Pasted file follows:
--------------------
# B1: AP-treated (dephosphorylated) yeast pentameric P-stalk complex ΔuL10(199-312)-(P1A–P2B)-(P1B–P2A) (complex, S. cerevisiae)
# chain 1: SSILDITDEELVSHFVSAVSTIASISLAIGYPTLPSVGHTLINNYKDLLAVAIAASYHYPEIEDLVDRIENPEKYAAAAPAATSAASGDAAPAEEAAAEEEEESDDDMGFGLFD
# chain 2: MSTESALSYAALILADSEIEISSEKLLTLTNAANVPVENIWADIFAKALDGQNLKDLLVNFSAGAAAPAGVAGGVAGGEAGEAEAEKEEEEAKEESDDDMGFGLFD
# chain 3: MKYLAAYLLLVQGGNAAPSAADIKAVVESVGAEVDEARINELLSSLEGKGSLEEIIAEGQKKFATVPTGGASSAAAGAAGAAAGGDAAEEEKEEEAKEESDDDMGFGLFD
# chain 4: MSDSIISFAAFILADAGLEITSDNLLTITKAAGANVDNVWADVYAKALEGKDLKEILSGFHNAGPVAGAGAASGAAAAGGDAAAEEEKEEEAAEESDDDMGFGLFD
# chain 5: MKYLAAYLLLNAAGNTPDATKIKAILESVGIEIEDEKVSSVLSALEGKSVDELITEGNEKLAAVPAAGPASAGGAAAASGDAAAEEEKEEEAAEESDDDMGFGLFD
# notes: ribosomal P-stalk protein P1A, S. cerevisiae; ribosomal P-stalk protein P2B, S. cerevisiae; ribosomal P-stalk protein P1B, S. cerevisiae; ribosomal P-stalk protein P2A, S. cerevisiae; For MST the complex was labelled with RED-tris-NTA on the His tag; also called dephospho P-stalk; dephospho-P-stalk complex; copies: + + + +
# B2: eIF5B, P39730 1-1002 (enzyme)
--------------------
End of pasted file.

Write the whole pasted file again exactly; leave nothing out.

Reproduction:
# B1: AP-treated (dephosphorylated) yeast pentameric P-stalk complex ΔuL10(199-312)-(P1A–P2B)-(P1B–P2A) (complex, S. cerevisiae)
# chain 1: SSILDITDEELVSHFVSAVSTIASISLAIGYPTLPSVGHTLINNYKDLLAVAIAASYHYPEIEDLVDRIENPEKYAAAAPAATSAASGDAAPAEEAAAEEEEESDDDMGFGLFD
# chain 2: MSTESALSYAALILADSEIEISSEKLLTLTNAANVPVENIWADIFAKALDGQNLKDLLVNFSAGAAAPAGVAGGVAGGEAGEAEAEKEEEEAKEESDDDMGFGLFD
# chain 3: MKYLAAYLLLVQGGNAAPSAADIKAVVESVGAEVDEARINELLSSLEGKGSLEEIIAEGQKKFATVPTGGASSAAAGAAGAAAGGDAAEEEKEEEAKEESDDDMGFGLFD
# chain 4: MSDSIISFAAFILADAGLEITSDNLLTITKAAGANVDNVWADVYAKALEGKDLKEILSGFHNAGPVAGAGAASGAAAAGGDAAAEEEKEEEAAEESDDDMGFGLFD
# chain 5: MKYLAAYLLLNAAGNTPDATKIKAILESVGIEIEDEKVSSVLSALEGKSVDELITEGNEKLAAVPAAGPASAGGAAAASGDAAAEEEKEEEAAEESDDDMGFGLFD
# notes: ribosomal P-stalk protein P1A, S. cerevisiae; ribosomal P-stalk protein P2B, S. cerevisiae; ribosomal P-stalk protein P1B, S. cerevisiae; ribosomal P-stalk protein P2A, S. cerevisiae; For MST the complex was labelled with RED-tris-NTA on the His tag; also called dephospho P-stalk; dephospho-P-stalk complex; copies: + + + +
# B2: eIF5B, P39730 1-1002 (enzyme)